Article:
The National Technology Snapshot

A round-up of information technology news

by / February 28, 1999

Stillman College in Tuscaloosa received a $3.7 million grant from the U.S. Department of Labor to implement a welfare-to-work program. The program is expected to help 800 people by teaching parenting skills, computer technology and financial management. Birmingham Post-Herald


A hand count of 43,000 write-in votes and recounts of two state House races have confirmed the accuracy of the state's new Accu-Vote system. After using the new system for both the state primary and general elections in November, the Alaska Division of Elections concluded that the new machines were more accurate than counting by hand.


A $6.9 million technology grant awarded to the Phoenix Union High School District will be used to allow teachers and students to connect with students in Japan, China, France, Ireland, Canada, Mexico, Taiwan and the Czech Republic -- all countries with which Phoenix has sister-city relationships.


Arkansas signed a $1.2 million deal for VistaCapture, a software development toolkit designed by Southern Computer Systems. The system will be used to develop new data-entry applications and to convert more than 80 applications in current use.


Palo Alto, home of Stanford, provides realtime information on creek levels as part of an updated emergency system. Creek levels are displayed on the Supervisory Control and Data Acquistion system and fed to the city's Web site .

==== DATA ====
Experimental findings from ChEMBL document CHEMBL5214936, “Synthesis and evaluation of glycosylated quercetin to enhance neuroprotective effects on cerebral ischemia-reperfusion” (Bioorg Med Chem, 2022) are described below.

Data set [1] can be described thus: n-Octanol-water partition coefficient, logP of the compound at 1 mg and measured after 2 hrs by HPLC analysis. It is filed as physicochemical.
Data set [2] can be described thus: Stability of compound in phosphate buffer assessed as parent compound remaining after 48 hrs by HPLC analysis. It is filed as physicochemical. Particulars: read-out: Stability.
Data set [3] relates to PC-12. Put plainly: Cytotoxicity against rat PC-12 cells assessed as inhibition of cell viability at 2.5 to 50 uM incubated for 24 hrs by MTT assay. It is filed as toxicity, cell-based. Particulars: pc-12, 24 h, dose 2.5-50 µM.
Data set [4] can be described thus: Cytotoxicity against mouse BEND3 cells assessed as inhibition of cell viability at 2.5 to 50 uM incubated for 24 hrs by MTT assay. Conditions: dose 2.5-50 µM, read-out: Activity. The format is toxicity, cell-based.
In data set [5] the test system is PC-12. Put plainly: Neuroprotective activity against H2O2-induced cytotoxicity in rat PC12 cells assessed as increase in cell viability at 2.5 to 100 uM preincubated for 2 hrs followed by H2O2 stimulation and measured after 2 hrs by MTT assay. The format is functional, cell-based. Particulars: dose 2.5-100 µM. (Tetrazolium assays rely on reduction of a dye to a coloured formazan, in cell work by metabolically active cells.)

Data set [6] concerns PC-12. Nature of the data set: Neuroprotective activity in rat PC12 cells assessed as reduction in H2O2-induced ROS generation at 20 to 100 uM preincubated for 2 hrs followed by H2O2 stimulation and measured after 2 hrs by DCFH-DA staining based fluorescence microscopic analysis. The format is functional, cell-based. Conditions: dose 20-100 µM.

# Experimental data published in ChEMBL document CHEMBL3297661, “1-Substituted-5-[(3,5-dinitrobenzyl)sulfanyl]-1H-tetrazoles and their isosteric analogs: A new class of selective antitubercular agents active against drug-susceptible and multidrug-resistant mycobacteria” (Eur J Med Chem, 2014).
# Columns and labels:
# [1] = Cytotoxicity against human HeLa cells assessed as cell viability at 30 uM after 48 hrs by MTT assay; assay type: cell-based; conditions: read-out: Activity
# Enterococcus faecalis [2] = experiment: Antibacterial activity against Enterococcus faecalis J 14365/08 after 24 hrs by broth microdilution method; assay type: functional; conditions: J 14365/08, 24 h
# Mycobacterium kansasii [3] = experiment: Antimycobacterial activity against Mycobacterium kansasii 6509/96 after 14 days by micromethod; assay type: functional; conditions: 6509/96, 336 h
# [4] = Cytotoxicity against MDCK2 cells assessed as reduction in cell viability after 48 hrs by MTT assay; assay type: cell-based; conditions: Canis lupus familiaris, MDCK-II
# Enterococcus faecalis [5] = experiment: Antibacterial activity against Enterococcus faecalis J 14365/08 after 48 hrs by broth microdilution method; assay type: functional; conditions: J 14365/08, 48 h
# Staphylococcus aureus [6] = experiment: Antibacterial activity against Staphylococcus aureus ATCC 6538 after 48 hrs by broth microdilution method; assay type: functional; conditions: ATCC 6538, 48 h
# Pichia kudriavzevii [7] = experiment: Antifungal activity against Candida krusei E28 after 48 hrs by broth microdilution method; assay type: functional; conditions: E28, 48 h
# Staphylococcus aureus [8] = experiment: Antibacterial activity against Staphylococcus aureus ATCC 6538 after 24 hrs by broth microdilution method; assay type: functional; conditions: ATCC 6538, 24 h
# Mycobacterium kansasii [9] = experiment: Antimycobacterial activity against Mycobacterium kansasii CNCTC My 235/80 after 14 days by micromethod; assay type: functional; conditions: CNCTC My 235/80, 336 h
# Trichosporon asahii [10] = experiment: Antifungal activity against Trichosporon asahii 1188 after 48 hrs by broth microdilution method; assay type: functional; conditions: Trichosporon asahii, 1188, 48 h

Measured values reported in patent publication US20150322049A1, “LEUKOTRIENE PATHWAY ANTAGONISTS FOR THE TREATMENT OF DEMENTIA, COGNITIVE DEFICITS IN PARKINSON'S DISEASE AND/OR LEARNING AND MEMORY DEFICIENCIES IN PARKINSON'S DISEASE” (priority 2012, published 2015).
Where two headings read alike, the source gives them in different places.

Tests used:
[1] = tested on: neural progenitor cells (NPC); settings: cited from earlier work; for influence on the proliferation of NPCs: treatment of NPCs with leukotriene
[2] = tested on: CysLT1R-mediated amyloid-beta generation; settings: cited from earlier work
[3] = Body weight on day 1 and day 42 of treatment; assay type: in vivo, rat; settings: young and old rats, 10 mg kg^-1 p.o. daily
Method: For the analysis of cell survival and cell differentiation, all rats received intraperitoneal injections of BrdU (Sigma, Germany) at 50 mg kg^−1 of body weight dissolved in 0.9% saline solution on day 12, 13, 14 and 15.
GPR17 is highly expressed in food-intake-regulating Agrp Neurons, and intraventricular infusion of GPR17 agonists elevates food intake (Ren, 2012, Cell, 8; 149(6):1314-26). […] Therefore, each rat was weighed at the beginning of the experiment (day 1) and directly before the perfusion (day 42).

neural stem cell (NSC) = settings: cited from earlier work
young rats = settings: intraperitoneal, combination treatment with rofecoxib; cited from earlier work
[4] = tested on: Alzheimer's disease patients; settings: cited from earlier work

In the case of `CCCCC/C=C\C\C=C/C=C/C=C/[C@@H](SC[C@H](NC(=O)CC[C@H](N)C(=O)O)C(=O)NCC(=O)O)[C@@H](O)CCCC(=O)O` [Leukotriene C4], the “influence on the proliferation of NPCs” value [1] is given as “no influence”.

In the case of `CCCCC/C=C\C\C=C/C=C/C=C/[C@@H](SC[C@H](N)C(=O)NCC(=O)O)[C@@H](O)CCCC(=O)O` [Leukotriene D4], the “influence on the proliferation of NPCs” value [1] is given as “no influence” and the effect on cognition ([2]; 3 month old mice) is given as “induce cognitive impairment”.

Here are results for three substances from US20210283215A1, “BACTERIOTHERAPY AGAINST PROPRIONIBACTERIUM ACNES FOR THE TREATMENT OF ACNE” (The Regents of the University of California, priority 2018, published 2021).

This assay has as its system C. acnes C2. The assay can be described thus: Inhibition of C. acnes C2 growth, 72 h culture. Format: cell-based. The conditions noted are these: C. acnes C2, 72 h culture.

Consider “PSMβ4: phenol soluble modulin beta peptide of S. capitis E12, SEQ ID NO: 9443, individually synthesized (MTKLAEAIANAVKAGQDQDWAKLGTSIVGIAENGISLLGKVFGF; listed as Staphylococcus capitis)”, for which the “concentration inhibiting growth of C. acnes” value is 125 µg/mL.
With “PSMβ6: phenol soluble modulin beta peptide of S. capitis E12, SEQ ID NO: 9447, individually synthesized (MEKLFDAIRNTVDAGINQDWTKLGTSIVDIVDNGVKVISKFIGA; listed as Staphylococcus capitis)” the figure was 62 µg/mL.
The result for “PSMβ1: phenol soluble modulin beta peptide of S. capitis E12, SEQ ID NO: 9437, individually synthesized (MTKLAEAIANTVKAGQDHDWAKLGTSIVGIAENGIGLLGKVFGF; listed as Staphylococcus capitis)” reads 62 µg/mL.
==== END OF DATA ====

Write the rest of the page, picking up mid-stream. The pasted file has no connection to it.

The Boulder Valley School District is using 60 Casablanca nonlinear digital video editing systems by DraCo Systems to help students produce videos using a simple operation developed for those not technologically proficient.


The state police radio system is so unreliable that about a third of Connecticut's troopers carry their own cellular phones as backup, a union leader said. Public Safety Commissioner Henry Lee said an additional $20 million has been earmarked to upgrade the old radio system, which dates back to 1981. USA Today


Delaware has a customized client/server family assistance management system developed by Deloitte Consulting. The system allows case workers to spend less time filling out paperwork and is expected to speed benefit delivery.


Twenty-eight law enforcement agencies in Florida have been awarded U.S. Justice Department grants to purchase computers that could speed up background and license plate checks. The Miami Herald


The Georgia Bureau of Investigation will upgrade its Automated Fingerprint Identification System with NEC Technologies AFIS21 system. Valued at $5.1 million, the system will modernize the current system, provide Y2K compliance and connect more local criminal justice agencies to the state system.


Lt. Gov. Mazie K. Hirono worked with University of Hawaii President Kenneth Mortimer to build a partnership with the business community for transfer and commercialization of technology developed at the university.


Based on a suggestion from a state resident, Gov. Phil Batt implemented a program allowing applicants for state jobs to file their forms with any of the state's 24 job service offices. A listing of job openings and job-service offices is available on the state's official Web site.


The Chicago Fire Department has signed a $1.25 million agreement with ZOLL Medical Corp. for rugged notebook computers to replace pen-based field computers at the city's EMS


The Certified Nurses Aide Registry, a service provided by Access Indiana Information Network, allows employers to verify whether a CNA's certificate is current. The service requires a $50 annual subscription.


The Cedar Rapids City Council approved the purchase of new in-car computers for the city's police force, replacing computers that were less than two years old. The Council determined that it would cost less to buy new computers than to upgrade existing ones. The (Cedar Rapids) Gazette


Franklin County officials have invested $1 million in a Lucent Technologies fiber-optics communications system designed to increase the effectiveness of customer service to citizens while lowering the cost of phone service for the county. The Ottawa Herald